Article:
5. What great photos! Looks like a place that's worth putting up with some rain for!

  6. It sounds like a wet and wonderful time was had by Monica! I would love to visit a prairie fen...what an interesting habitat with beautiful native plants that I wish I could grow here with a $200 water bill! Thank you for the tour Monica...and for a peak into a fen! I love that word! gail

  7. Loved the field of boneset, never knew boneset could look so good! KUDOs on knowing your goldenrods too!

  8. This is so interesting and informative. But I must say I am glad to be able to view the fen from the comfort of the home-no rain for me! Picture me waving back to the wingstem. I want it here in my garden now. This would be my kind of trip. What fun!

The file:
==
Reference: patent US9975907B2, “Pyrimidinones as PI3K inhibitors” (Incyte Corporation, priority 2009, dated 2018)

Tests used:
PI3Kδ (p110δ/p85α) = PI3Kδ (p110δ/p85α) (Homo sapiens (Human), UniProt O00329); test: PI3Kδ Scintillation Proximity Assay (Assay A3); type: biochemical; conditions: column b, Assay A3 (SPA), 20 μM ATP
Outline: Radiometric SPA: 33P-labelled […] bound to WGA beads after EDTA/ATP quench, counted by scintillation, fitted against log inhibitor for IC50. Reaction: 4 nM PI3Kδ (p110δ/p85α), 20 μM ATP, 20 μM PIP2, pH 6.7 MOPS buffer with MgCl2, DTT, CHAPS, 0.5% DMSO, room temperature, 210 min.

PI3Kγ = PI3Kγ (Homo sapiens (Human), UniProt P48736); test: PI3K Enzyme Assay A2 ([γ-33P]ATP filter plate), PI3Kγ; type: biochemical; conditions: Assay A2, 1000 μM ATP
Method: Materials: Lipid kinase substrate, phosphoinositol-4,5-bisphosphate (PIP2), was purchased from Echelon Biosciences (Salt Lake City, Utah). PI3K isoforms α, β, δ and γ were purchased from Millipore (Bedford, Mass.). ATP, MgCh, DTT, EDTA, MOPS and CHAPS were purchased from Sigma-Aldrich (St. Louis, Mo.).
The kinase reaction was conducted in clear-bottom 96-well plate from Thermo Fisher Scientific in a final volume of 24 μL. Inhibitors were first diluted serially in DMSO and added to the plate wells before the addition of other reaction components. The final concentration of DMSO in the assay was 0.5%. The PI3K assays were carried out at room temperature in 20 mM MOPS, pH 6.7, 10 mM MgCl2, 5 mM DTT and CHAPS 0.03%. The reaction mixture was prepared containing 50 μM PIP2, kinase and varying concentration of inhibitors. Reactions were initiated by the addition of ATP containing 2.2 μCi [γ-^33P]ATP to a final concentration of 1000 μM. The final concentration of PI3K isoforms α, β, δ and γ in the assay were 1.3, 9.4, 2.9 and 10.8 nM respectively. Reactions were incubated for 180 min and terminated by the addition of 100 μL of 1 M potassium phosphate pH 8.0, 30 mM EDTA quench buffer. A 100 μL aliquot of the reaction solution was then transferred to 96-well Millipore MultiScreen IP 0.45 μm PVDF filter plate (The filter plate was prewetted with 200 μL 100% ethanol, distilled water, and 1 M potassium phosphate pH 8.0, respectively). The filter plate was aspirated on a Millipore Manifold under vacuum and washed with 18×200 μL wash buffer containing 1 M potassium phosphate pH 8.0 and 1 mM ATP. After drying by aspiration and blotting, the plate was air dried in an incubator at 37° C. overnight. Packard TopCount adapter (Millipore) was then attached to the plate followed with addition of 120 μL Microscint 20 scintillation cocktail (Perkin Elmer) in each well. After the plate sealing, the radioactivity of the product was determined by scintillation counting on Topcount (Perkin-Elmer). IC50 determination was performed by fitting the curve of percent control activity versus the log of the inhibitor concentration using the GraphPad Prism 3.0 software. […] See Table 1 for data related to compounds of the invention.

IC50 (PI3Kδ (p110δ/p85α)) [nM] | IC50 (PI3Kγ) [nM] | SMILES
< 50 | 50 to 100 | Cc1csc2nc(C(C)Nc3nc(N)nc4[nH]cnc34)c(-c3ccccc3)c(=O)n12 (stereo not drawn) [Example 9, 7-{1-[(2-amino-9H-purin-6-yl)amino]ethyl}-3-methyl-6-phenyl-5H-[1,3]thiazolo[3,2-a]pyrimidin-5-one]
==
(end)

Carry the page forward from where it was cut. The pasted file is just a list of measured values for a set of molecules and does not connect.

9. I am sorry that you had rain on your visit, but what a bounty of nature and I enjoy learning the names of those plants.... Michelle

  10. This is so interesting, Monica, and I'm very impressed with your identification of all these plants. Even with my wildflower book in hand, I still can't i.d. so many of the prairie and wildflowers:) By the way, my Joe Pye weed's blooms are pink, after all, so I do hope that is what I have.

    I had no idea there were fens in the Midwest; of course, Michigan has a lot more water area than here in Illinois. Thanks for the warning on poison sumac--I've had enough of poison ivy this summer!

  11. The fen looks like a beautiful place, and so much diversity. I love the Spirea alba.

  12. Lucky Faerie, Spotted and Pale Jewelweed in the same area. The closest yellow jewelweed I know of is 200 miles away. I will be getting seeds this year. I'll find out if they cross next year.